Go Green With Bamboo Structures
In the current scenario, everyone tries to follow and talk about the latest trends of sustainability. But the irony is even the most learned men end up only speaking about it. Yesterday, I got an opportunity to meet Mr Gautham Sarang, a very inspirational personality, who without going through a complex system of certificate education successfully managed to construct a few sustainable structures. Experimenting with the local materials available for a basic rural school ‘SARANG’ was initially started by his parents. After experiencing the various phases of life from being a farmer, taxi driver, web designer etc., he is now determined to take it forward.
Sustainable Building Materials
Materials such as earth and bamboo which are used by the local tribal population were decided to be used. To use burnt bricks and concrete was not only expensive but also difficult to transport to the remote area of Attappadi in the Western Ghats.
An office cabin designed using local bamboo as a major building material. The reason for using bamboo as a major building material is that it is found in abundance in the region. Moreover, the use of bamboo in construction can also be replenished by growing them again. It takes a much shorter period to grow again. The rafters are made up of bamboo while some recycled iron rods are used to get a uniform level for the tiles. It is a bit difficult to make the level of the rafters for laying the tiles. On the top, Mangalore tiles are used which is commonly used in Kerala. Thus, the thatch was replaced by the tiles.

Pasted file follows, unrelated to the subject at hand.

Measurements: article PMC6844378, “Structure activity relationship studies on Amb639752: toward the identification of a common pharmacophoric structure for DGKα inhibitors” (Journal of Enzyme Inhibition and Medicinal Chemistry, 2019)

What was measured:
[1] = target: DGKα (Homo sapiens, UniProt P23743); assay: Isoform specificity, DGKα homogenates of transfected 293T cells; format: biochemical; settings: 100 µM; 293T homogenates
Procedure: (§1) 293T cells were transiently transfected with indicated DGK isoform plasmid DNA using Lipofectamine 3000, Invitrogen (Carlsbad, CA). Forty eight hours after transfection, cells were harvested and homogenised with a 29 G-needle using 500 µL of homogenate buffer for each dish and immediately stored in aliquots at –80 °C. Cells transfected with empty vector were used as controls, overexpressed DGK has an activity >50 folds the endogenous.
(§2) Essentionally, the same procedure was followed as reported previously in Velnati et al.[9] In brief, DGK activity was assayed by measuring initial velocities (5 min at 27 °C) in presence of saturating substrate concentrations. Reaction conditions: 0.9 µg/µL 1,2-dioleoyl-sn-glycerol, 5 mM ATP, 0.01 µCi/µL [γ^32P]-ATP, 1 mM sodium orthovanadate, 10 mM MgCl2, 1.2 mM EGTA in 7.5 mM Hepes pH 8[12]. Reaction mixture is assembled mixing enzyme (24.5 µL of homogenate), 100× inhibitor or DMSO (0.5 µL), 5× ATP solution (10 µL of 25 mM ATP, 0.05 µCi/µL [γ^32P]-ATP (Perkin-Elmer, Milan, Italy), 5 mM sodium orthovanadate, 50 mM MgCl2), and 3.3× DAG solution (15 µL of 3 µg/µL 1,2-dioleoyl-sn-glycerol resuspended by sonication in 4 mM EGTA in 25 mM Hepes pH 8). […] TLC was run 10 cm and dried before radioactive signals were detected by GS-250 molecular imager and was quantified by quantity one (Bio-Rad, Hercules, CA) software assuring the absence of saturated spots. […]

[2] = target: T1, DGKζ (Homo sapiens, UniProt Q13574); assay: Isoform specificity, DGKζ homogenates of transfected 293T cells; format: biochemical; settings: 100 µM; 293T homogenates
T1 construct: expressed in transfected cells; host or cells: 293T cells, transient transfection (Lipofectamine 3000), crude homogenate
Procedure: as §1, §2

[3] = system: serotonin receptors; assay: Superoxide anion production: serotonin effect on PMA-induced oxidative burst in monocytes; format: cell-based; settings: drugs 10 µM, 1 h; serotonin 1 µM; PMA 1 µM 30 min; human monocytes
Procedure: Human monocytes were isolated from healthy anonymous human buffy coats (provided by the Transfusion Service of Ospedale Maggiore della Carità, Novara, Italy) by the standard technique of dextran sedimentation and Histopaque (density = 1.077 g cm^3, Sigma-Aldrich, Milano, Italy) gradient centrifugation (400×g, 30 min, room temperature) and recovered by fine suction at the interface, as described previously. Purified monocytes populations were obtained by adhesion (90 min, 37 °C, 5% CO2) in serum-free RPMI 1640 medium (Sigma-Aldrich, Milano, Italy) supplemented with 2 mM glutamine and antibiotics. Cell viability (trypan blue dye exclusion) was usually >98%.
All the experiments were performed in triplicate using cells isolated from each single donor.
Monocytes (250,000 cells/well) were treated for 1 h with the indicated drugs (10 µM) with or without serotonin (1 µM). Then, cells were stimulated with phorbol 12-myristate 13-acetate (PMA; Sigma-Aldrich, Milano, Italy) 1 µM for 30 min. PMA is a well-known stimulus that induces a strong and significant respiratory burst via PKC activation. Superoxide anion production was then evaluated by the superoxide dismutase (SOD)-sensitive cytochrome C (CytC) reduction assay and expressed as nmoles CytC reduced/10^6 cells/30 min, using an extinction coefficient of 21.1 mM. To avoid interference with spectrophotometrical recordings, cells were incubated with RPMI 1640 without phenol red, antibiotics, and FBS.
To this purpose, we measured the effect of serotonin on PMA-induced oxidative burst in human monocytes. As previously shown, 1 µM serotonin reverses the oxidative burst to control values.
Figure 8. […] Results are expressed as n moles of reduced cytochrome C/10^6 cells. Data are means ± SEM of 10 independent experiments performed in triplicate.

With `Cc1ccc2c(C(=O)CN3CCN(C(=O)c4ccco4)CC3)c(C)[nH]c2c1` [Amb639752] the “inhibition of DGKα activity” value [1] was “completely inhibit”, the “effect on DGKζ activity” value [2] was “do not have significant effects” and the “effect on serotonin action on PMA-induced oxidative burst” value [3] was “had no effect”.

Construction of the Bamboo Structures
The plinth of the building is raised using concrete columns with the consideration of protecting from termites. A trial experiment is being done by coating the underside of the metal sheet with cashew oil so that termites may not climb up to attack the bamboo walls and roof. Continuing with the wall construction technique, woven bamboo is used which are later covered with earth. The earth has completely cracked which are subsequently filled with the earth itself. Cow dung mixed with mud is used which is the traditional practice among the tribals.
For flooring, the bamboo base is first levelled by filling the gaps with the broken roof tiles collected from dismantling an old building and earth fill is added above it. It is planned to do the floor finish with the terracotta tiles. Wide glazed openings are provided for natural light and ventilation.
The next building which was constructed was the kitchen block. This was built with mud blocks. There was no mud block making machine, but an attempt was made to apply pressure manually. The corners and the doors frames are done with concrete columns. The roof is made of bamboo and tiles. Here, glass was used for the top two feet of the walls, on the assumption that the termites will not be able to climb the glass walls. It is a simple, easy building and yet, it looks beautiful, amalgamating with the natural surroundings. Being an architectural student myself I have never experienced such an aesthetic experiment.
The most interesting thing is that these buildings are done without the use of skilled labourers, architects or engineers. They are done with very little cost. Now, Mr Gautham is expecting the whole school to be built using local materials such as earth, bamboo and timber.
- Jagriti Bhandari
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